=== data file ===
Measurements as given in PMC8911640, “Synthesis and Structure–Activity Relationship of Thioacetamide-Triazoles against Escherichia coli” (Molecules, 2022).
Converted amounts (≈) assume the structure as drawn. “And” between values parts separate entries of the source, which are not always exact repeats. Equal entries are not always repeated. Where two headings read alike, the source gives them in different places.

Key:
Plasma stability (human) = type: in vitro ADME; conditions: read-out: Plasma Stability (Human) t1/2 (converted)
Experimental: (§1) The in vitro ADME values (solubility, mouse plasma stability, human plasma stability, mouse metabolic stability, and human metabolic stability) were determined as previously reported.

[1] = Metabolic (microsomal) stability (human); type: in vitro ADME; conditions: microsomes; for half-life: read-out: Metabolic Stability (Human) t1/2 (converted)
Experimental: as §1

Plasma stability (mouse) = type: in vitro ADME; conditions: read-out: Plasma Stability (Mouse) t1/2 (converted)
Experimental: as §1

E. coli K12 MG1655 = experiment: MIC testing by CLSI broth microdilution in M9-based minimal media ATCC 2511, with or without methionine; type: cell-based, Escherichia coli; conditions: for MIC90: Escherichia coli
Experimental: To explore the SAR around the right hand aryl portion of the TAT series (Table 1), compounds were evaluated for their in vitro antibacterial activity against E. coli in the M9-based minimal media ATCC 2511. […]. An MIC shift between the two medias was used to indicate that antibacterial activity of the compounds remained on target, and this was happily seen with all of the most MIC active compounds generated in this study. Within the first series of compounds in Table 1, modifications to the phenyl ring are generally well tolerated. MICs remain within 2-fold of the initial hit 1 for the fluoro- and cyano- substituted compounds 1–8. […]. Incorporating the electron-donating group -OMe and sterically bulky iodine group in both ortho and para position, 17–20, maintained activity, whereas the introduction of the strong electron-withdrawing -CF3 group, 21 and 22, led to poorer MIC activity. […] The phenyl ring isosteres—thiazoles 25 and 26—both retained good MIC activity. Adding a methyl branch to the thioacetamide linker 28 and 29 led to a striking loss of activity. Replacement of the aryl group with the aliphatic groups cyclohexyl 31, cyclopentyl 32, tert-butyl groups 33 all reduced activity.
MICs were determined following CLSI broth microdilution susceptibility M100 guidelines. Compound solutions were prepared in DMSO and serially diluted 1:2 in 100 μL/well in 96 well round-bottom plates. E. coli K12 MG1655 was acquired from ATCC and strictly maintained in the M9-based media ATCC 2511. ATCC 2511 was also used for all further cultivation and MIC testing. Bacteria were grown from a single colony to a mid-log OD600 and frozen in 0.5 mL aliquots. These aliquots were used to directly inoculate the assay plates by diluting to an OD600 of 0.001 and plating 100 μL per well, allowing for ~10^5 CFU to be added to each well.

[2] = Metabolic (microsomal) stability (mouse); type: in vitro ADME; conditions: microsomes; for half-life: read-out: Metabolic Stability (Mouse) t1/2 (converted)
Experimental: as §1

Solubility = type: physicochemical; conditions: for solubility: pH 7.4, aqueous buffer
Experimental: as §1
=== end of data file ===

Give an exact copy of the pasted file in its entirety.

Measurements as given in PMC8911640, “Synthesis and Structure–Activity Relationship of Thioacetamide-Triazoles against Escherichia coli” (Molecules, 2022).
Converted amounts (≈) assume the structure as drawn. “And” between values parts separate entries of the source, which are not always exact repeats. Equal entries are not always repeated. Where two headings read alike, the source gives them in different places.

Key:
Plasma stability (human) = type: in vitro ADME; conditions: read-out: Plasma Stability (Human) t1/2 (converted)
Experimental: (§1) The in vitro ADME values (solubility, mouse plasma stability, human plasma stability, mouse metabolic stability, and human metabolic stability) were determined as previously reported.

[1] = Metabolic (microsomal) stability (human); type: in vitro ADME; conditions: microsomes; for half-life: read-out: Metabolic Stability (Human) t1/2 (converted)
Experimental: as §1

Plasma stability (mouse) = type: in vitro ADME; conditions: read-out: Plasma Stability (Mouse) t1/2 (converted)
Experimental: as §1

E. coli K12 MG1655 = experiment: MIC testing by CLSI broth microdilution in M9-based minimal media ATCC 2511, with or without methionine; type: cell-based, Escherichia coli; conditions: for MIC90: Escherichia coli
Experimental: To explore the SAR around the right hand aryl portion of the TAT series (Table 1), compounds were evaluated for their in vitro antibacterial activity against E. coli in the M9-based minimal media ATCC 2511. […]. An MIC shift between the two medias was used to indicate that antibacterial activity of the compounds remained on target, and this was happily seen with all of the most MIC active compounds generated in this study. Within the first series of compounds in Table 1, modifications to the phenyl ring are generally well tolerated. MICs remain within 2-fold of the initial hit 1 for the fluoro- and cyano- substituted compounds 1–8. […]. Incorporating the electron-donating group -OMe and sterically bulky iodine group in both ortho and para position, 17–20, maintained activity, whereas the introduction of the strong electron-withdrawing -CF3 group, 21 and 22, led to poorer MIC activity. […] The phenyl ring isosteres—thiazoles 25 and 26—both retained good MIC activity. Adding a methyl branch to the thioacetamide linker 28 and 29 led to a striking loss of activity. Replacement of the aryl group with the aliphatic groups cyclohexyl 31, cyclopentyl 32, tert-butyl groups 33 all reduced activity.
MICs were determined following CLSI broth microdilution susceptibility M100 guidelines. Compound solutions were prepared in DMSO and serially diluted 1:2 in 100 μL/well in 96 well round-bottom plates. E. coli K12 MG1655 was acquired from ATCC and strictly maintained in the M9-based media ATCC 2511. ATCC 2511 was also used for all further cultivation and MIC testing. Bacteria were grown from a single colony to a mid-log OD600 and frozen in 0.5 mL aliquots. These aliquots were used to directly inoculate the assay plates by diluting to an OD600 of 0.001 and plating 100 μL per well, allowing for ~10^5 CFU to be added to each well.

[2] = Metabolic (microsomal) stability (mouse); type: in vitro ADME; conditions: microsomes; for half-life: read-out: Metabolic Stability (Mouse) t1/2 (converted)
Experimental: as §1

Solubility = type: physicochemical; conditions: for solubility: pH 7.4, aqueous buffer
Experimental: as §1